Photos courtesy of David Wiley, Historic Jonesborough Dance Society.
Life is unpredictable, but with that comes new opportunities.
When David Wiley was going down a new path in his life, he discovered a passion and dedication to the love of contra dancing that inspired him to form the Historic Jonesborough Dance Society. His desire to dance is educating multiple generations of the long-time social impact of contra dancing.
On April 29, 2005, Wiley had finished his volunteer duties at the MerleFest in North Wilkesboro, N.C., and decided to visit his first contra dance. The etiquette is that a male can ask a female to dance or vice versa. As he was standing there, a female came over and asked him if he had ever contra danced before. His first step on the floor turned into a memorable occasion and Wiley has been addicted ever since. The more dances he attended, the more determined he was to bring contra dancing to his hometown.
Wiley formed the Historic Jonesborough Dance Society and it was chartered in 2005 as a non-profit, educational organization to promote an appreciation of American folk dancing, its music and history. The first dance, held in January of 2006, turned out to be very successful and the rest has been history for Wiley and his desire to leave behind his legacy of contra dancing to the local community.
Dances are held on the first and third Saturdays of each month in the auditorium of the Historic Jonesborough Visitors Center at 117 Boone Street. Wiley points out the dances are inexpensive and provide entertainment for the entire family. The young at heart, from the ages of 8 to 80 attend and no experience is necessary. This type of dancing does not require an individual to bring a partner. According to Wiley, the experienced dancers are great to help out the beginners and will seek them out to help get them started with the dance steps.
“My goal is to start, maintain, network, promote, and sell the idea of visiting Jonesborough to contra dance. I would like to see more young families become involved so the art of this dance doesn’t disappear. It is a great thing to see parents and children dancing together,” Wiley said.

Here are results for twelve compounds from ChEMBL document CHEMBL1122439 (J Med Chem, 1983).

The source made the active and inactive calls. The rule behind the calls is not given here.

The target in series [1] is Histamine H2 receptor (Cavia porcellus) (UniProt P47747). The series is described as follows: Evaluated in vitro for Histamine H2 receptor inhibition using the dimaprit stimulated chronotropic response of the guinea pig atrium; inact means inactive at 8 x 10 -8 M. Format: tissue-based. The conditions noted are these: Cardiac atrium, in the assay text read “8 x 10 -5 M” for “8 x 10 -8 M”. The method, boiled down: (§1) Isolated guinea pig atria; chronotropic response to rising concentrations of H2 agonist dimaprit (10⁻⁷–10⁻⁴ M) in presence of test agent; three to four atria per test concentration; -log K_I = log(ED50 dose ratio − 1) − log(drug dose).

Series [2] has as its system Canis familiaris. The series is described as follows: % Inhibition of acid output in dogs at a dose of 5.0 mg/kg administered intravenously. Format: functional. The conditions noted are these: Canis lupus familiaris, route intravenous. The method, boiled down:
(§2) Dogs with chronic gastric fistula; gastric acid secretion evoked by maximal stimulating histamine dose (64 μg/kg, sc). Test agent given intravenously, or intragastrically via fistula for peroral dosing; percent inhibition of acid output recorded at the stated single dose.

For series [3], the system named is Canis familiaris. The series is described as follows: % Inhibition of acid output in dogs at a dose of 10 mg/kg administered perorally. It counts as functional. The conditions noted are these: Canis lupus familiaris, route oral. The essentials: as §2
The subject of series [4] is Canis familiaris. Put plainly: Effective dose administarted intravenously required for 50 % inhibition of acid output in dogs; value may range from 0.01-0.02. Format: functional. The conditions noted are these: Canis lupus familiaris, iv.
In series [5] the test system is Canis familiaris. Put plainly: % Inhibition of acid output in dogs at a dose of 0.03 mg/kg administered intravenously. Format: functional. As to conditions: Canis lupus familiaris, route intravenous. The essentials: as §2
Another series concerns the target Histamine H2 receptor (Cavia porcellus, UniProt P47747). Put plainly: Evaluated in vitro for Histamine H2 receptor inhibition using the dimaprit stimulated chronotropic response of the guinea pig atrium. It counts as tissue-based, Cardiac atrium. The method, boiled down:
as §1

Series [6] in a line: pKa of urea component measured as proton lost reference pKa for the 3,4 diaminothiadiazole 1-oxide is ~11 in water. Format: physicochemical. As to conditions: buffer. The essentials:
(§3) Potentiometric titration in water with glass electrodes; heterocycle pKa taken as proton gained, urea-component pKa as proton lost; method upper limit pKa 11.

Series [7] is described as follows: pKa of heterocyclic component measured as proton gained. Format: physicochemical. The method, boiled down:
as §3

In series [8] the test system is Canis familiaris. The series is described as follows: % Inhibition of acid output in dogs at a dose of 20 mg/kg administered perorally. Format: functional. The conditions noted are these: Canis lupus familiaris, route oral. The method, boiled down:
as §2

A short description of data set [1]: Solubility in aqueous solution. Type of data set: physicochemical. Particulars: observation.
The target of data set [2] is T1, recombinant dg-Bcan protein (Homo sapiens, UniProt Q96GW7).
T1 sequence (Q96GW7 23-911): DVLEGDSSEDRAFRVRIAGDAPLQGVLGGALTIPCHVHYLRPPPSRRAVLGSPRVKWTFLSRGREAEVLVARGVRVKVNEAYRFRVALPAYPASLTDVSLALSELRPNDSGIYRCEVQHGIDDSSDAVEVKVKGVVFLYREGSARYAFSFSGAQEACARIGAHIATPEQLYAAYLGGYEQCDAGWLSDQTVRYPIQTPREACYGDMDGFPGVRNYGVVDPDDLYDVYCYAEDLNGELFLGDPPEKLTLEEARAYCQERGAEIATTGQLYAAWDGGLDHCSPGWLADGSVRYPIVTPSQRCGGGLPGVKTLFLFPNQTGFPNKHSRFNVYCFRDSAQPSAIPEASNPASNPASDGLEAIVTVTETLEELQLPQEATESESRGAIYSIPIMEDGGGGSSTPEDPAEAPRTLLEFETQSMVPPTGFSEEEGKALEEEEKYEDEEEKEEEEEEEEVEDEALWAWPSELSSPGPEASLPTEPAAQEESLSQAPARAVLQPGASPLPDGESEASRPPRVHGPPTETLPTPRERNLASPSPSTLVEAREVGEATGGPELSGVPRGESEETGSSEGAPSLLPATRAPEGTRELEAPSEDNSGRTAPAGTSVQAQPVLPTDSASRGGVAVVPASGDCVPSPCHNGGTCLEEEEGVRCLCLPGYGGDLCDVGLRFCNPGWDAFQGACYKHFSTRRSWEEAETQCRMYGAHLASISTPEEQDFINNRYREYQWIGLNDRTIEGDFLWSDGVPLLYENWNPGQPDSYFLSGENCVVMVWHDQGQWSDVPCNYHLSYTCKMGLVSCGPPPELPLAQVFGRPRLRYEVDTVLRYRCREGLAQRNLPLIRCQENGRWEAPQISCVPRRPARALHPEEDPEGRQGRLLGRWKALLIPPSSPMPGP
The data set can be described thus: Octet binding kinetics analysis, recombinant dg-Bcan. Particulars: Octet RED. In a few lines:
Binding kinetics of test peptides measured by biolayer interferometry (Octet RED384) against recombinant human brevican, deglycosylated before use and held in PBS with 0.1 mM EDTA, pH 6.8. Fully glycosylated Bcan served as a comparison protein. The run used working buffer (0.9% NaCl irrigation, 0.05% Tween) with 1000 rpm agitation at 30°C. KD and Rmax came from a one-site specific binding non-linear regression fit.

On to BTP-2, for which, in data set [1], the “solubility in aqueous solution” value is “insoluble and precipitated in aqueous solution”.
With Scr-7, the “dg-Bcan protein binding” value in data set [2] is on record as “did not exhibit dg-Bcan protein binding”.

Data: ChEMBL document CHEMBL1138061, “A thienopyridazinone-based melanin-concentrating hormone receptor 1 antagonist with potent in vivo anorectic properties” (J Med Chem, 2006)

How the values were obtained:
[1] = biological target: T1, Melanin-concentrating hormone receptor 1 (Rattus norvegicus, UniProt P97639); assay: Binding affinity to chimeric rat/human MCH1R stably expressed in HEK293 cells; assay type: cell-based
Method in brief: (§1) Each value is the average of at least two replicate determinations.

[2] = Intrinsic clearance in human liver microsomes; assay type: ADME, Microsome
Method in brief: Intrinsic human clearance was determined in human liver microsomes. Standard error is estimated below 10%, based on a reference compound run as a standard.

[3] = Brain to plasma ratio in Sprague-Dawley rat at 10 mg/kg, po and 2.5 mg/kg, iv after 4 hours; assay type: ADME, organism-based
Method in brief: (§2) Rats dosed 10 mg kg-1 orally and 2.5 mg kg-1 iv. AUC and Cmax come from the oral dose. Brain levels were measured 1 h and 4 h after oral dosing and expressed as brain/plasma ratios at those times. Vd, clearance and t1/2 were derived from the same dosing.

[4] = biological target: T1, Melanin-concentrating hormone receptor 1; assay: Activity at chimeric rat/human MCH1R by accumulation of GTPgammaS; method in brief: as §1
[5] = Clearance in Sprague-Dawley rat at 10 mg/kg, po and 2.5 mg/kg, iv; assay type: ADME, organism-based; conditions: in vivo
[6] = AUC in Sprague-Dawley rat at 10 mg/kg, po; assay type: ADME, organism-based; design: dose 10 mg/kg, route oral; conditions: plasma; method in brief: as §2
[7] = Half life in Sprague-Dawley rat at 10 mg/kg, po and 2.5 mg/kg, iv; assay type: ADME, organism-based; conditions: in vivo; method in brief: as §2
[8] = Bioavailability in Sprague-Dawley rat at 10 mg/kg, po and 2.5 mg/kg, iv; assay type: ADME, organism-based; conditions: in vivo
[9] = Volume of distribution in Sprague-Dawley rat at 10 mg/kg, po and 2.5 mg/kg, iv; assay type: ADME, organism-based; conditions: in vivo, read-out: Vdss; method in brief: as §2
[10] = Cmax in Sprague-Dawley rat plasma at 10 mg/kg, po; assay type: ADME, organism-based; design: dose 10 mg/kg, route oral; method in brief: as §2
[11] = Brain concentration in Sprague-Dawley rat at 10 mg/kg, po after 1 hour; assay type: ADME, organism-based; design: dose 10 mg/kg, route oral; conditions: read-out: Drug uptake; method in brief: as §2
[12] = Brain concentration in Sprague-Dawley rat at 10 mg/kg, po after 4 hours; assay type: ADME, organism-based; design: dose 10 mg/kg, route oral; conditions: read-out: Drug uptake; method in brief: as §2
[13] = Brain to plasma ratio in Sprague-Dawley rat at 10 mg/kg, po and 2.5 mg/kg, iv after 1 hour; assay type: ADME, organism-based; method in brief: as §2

“Social interaction is a lost art form these days. Too many people go home from work and don’t get back out to socialize and especially not by dancing as a way to promote a sense of community bonding. I try to form that emotional connection when someone new walks in the door; to keep that sense of community to encourage them to come back again,” he said.
Theresa Marlow is a regular attendee in Jonesborough and has been contra dancing for five years.
“The people you meet are great folks. There’s always excellent live music and very talented callers who make the dances just flow. I’ve met so many interesting people and have made some lasting friendships through dancing. Everyone is so welcoming and kind. It’s so much fun to meet all the different people and keep in touch once the dance is done. The people in the dance community are so varied. You might be dancing with a 7-year-old or a 70-year-old. We come from all walks of life. I love that it is family oriented and that new dancers are always welcome. No one leaves the dance without a smile on their face.”
“I don’t count the people there, but the sweat and smiles as they leave. This tells me if the night was successful,” Wiley said.
For more information on contra dancing in Jonesborough, visit http://www.historicjonesboroughdancesociety.com for a complete dance schedule. “Like” Historic Jonesborough Dance Society on Facebook for regular updates on the dances.